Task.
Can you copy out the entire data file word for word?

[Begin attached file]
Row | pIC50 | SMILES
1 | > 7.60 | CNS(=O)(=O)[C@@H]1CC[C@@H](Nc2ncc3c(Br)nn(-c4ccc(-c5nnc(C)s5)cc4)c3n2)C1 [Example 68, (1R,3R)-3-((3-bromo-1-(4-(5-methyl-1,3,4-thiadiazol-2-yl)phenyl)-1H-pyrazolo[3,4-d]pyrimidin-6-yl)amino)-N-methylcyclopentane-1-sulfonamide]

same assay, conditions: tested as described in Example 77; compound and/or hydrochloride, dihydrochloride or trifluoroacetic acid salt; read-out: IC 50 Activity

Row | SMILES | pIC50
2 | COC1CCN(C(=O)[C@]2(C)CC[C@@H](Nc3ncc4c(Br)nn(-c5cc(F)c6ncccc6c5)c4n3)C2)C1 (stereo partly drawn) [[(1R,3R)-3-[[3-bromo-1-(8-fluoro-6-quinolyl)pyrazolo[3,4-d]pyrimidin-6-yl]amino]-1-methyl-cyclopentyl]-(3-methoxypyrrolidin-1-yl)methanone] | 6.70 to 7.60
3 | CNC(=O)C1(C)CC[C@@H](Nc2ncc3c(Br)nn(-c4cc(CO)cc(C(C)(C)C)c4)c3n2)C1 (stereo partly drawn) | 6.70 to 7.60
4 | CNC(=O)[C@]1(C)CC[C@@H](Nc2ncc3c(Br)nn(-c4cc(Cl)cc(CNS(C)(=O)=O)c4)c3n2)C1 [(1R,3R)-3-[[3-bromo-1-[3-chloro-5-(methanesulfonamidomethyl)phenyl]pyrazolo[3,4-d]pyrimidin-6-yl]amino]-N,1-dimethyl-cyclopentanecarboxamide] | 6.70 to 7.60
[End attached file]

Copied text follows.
Row | pIC50 | SMILES
1 | > 7.60 | CNS(=O)(=O)[C@@H]1CC[C@@H](Nc2ncc3c(Br)nn(-c4ccc(-c5nnc(C)s5)cc4)c3n2)C1 [Example 68, (1R,3R)-3-((3-bromo-1-(4-(5-methyl-1,3,4-thiadiazol-2-yl)phenyl)-1H-pyrazolo[3,4-d]pyrimidin-6-yl)amino)-N-methylcyclopentane-1-sulfonamide]

same assay, conditions: tested as described in Example 77; compound and/or hydrochloride, dihydrochloride or trifluoroacetic acid salt; read-out: IC 50 Activity

Row | SMILES | pIC50
2 | COC1CCN(C(=O)[C@]2(C)CC[C@@H](Nc3ncc4c(Br)nn(-c5cc(F)c6ncccc6c5)c4n3)C2)C1 (stereo partly drawn) [[(1R,3R)-3-[[3-bromo-1-(8-fluoro-6-quinolyl)pyrazolo[3,4-d]pyrimidin-6-yl]amino]-1-methyl-cyclopentyl]-(3-methoxypyrrolidin-1-yl)methanone] | 6.70 to 7.60
3 | CNC(=O)C1(C)CC[C@@H](Nc2ncc3c(Br)nn(-c4cc(CO)cc(C(C)(C)C)c4)c3n2)C1 (stereo partly drawn) | 6.70 to 7.60
4 | CNC(=O)[C@]1(C)CC[C@@H](Nc2ncc3c(Br)nn(-c4cc(Cl)cc(CNS(C)(=O)=O)c4)c3n2)C1 [(1R,3R)-3-[[3-bromo-1-[3-chloro-5-(methanesulfonamidomethyl)phenyl]pyrazolo[3,4-d]pyrimidin-6-yl]amino]-N,1-dimethyl-cyclopentanecarboxamide] | 6.70 to 7.60